UCL Anthropocene


Professor Megan Vaughan

Academic position: Professor of African History and Health

Department: Institute of Advanced Studies

Email: megan.vaughan@ucl.ac.uk

UCL Website: Professor Megan Vaughan 


I studied for a PhD in African History at SOAS and taught at the University of Malawi for several years. I was Professor of Commonwealth Studies at University of Oxford and then Smuts Professor of Commonwealth History at University of Cambridge before moving to UCL. 

My work is inherently interdisciplinary and has mostly been focused on the history of rural communities in East/Central Africa (particularly Malawi and Zambia). This has involved examining the social and political contexts (especially colonialism) of food production in relation to changing environmental conditions, demands on labour and gendered practices. I also work on the history of disease and medicine in Africa in relation to long-term environmental changes and the interventions of colonial and postcolonial states. My current research (funded by the Wellcome Trust) aims to produce a critical account of chronic ‘non-communicable’ disease in sub-Saharan Africa.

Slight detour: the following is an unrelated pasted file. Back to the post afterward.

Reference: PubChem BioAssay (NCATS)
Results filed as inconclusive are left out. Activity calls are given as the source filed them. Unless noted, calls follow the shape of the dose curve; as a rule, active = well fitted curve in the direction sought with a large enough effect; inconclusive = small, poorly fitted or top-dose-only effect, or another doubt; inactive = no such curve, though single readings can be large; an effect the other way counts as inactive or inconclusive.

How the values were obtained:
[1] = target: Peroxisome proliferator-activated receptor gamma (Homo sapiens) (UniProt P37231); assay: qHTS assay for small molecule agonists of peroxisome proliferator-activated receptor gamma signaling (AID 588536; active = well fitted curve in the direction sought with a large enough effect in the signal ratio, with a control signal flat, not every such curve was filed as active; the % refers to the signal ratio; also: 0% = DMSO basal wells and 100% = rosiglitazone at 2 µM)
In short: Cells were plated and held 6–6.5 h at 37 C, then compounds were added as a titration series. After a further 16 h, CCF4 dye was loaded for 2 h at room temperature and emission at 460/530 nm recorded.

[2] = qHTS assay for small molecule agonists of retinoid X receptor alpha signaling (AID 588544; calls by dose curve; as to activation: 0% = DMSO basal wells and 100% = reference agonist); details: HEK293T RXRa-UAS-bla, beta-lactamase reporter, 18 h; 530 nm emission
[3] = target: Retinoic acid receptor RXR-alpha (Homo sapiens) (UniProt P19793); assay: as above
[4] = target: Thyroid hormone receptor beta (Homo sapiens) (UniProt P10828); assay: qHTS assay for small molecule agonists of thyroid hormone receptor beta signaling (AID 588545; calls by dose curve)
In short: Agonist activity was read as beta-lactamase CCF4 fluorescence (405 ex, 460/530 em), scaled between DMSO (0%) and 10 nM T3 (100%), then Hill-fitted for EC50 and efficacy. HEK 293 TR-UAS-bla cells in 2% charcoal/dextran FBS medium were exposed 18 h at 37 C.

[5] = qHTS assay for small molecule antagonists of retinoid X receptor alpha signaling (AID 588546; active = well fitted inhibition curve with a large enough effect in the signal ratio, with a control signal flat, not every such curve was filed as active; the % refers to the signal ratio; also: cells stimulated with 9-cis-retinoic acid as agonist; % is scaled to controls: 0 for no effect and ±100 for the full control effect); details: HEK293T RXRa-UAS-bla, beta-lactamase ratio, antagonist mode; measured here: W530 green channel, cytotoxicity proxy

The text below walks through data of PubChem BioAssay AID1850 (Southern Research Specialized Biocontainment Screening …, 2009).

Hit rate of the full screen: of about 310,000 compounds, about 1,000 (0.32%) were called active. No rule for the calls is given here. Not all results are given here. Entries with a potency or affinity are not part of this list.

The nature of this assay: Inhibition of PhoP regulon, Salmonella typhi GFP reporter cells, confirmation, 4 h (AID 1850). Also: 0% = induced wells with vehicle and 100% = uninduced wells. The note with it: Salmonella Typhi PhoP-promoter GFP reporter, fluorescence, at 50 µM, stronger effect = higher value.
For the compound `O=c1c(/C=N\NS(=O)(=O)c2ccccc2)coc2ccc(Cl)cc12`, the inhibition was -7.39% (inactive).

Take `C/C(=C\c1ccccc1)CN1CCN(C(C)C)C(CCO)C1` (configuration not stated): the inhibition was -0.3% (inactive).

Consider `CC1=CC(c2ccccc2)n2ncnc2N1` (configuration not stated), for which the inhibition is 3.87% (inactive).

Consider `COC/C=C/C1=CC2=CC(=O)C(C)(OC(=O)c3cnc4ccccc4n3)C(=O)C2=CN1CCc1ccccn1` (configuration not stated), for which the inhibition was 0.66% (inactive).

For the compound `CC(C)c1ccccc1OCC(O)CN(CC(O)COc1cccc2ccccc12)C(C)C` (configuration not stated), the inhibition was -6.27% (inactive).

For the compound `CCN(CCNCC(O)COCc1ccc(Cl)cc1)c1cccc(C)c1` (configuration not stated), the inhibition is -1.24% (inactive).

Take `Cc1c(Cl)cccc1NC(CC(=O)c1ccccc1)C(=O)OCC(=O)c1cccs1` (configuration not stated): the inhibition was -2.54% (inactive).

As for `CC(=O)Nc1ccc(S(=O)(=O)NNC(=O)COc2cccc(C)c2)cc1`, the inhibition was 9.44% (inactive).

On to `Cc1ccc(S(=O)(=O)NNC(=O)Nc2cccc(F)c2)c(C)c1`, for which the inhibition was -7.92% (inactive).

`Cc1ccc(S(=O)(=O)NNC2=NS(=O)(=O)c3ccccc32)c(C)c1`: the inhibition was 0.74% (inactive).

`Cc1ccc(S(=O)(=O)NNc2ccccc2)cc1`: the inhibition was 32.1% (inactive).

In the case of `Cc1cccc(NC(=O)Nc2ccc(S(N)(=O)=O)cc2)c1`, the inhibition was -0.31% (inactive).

Research Projects:

Chronic Disease in Sub-Saharan Africa 

  • Megan Vaughan, The Story of an African Famine: gender and famine in twentieth century Malawi, Cambridge University Press, 1987 
  • Megan Vaughan and Henrietta Moore, Cutting Down Trees: Gender, Nutrition and Agricultural Change in Northern Zambia, Heinemann, 1997 
  • Megan Vaughan, Creating the Creole Island: Slavery in Eighteenth Century Mauritius, Duke University Press, 1995